The three-way partnership between Clarks, Adidas and Kith is nothing if not creative and human. The unique combination of the crepe sole and suede upper of the Clarks Wallabee shoe with the silhouette and three stripes of the Adidas Samba sneaker tells the nostalgic story of 90s streetwear in New York and beyond.
Having worn Clarks Originals for most of his life, Ronnie Fieg’s participation in the collaboration provided the subcultural capital required to make it meaningful and authentic. In a blog post the streetwear enthusiast recalled working in his uncle’s footwear store, David Z. on New York’s 8th Street, throughout the 1990s. The experience enabled him to build a deep understanding of the cultural significance of both Adidas and Clarks, which then inspired the collaboration.
As marketing professor Michael Beverland explains, loyal fans are what give brands meaning. Brands that innovate while consistently and truthfully respecting (rather than exploiting) the creative and human processes that make their products meaningful are perceived as authentic.
Authentic collaborations, then, come when creative teams are able to take the time to fully research, observe, understand and even immerse themselves in the social lives of their products. This understanding enables them to make intuitive and respectful decisions about which partnerships and projects they pursue.
Clarks Originals have a history of going one stage further by actually employing or collaborating with their consumers. In this case, authentic products blur the line between who produces and who consumes.
From selling soles to saving them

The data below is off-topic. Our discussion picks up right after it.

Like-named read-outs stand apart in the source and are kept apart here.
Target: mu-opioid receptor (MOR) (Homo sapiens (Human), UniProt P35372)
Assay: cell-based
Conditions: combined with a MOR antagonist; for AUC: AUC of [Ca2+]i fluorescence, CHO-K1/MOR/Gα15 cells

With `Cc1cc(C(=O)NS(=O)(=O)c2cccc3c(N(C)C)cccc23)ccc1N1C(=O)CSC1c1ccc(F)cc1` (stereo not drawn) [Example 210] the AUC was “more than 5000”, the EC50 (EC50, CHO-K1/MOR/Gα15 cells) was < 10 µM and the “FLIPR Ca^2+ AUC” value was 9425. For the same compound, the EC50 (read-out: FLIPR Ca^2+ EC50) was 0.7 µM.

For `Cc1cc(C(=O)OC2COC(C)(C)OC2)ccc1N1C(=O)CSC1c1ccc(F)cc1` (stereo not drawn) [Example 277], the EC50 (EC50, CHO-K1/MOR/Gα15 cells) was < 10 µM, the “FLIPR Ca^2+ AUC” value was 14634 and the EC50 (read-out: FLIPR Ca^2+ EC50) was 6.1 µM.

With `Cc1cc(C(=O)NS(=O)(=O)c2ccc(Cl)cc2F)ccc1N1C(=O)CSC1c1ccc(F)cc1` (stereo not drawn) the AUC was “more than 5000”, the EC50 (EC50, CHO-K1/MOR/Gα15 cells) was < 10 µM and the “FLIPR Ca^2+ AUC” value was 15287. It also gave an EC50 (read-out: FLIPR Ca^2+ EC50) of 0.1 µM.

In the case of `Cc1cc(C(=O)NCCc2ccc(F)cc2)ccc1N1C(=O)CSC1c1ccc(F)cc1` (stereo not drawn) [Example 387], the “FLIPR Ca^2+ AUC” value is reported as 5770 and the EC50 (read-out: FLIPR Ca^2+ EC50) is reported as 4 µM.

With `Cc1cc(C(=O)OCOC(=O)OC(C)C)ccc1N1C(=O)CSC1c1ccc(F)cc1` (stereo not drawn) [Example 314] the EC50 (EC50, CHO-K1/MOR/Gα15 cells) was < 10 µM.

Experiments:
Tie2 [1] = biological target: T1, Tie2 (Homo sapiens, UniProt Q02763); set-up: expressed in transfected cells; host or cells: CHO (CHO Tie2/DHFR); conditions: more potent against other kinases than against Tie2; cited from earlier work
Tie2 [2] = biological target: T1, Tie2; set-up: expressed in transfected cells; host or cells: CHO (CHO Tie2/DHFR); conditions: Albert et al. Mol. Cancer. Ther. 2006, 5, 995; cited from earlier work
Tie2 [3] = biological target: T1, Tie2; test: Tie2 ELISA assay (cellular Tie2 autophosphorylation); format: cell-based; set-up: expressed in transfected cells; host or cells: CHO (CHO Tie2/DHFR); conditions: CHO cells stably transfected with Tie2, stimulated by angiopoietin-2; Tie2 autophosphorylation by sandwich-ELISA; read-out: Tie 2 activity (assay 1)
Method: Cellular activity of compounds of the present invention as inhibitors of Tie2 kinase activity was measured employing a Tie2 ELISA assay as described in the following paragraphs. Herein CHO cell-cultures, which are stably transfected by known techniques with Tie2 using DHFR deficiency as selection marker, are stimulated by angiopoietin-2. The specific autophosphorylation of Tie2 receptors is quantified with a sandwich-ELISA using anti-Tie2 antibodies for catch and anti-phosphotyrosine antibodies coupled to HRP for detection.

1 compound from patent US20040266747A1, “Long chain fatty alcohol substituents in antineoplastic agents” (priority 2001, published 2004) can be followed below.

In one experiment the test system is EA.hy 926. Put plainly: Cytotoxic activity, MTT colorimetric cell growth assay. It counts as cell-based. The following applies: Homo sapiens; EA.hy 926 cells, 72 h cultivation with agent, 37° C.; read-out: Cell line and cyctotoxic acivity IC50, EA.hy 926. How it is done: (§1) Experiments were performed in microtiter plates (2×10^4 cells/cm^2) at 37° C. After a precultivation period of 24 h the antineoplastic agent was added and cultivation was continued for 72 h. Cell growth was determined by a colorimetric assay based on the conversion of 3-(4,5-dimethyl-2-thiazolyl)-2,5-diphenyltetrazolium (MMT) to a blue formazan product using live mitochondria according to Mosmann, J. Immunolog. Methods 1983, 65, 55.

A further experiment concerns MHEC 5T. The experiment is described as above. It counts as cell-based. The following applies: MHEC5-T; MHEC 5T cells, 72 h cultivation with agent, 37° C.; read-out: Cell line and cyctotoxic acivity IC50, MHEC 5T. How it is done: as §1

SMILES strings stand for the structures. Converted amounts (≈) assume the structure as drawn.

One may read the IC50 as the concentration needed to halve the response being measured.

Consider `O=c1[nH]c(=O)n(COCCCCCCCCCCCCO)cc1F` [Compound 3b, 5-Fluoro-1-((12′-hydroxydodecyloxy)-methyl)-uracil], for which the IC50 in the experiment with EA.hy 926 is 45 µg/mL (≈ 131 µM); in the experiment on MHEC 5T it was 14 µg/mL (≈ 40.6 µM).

Research has shown that many Clarks Originals wearers develop a sentimental attachment to their shoes, which comes from a respect for the brand and the bond they develop with them through wear.
Clarks Originals, including the 8th Street Samba, are made from leather, suede and natural crepe rubber. Unlike polyurethane leather and other synthetic alternatives, these materials age gracefully and transform with the wearer, becoming mnemonic (memory) objects that store and recall the traces of bodies, personal stories and experiences.
Once worn out (the soles and laces are usually the first to go), many are reluctant to dispose of them and begrudge having to wear in a new pair. While these shoes may not be materially durable, like other special shoes, they are simply too meaningful to throw away.
According to professor of sustainable design, Jonathan Chapman, designing for this kind of “emotional durability” presents an opportunity to develop alternative, sustainable business models that cater for repair, recycling and reuse rather than replacement.
Responses to French sneaker brand Veja’s recent sneaker-restoring service demonstrate there is a considerable appetite for services and experiences that assist consumers to continue relationships with the things they love.
According to a recent article for the Footwear Research Network, when led by brands themselves, these repair and recycling services not only enhance consumer satisfaction and loyalty, but also generate data that brands can use to improve product durability and quality.
While collaborations can be problematic, when done authentically they can provide solutions.
Collaborating with consumers to both create and prolong the lives of meaningful products like the 8th Street Samba is one way to help ensure an environmentally and economically sustainable future for the footwear industry. It can also help to restore a sense of authenticity to an industry at risk of losing its credibility.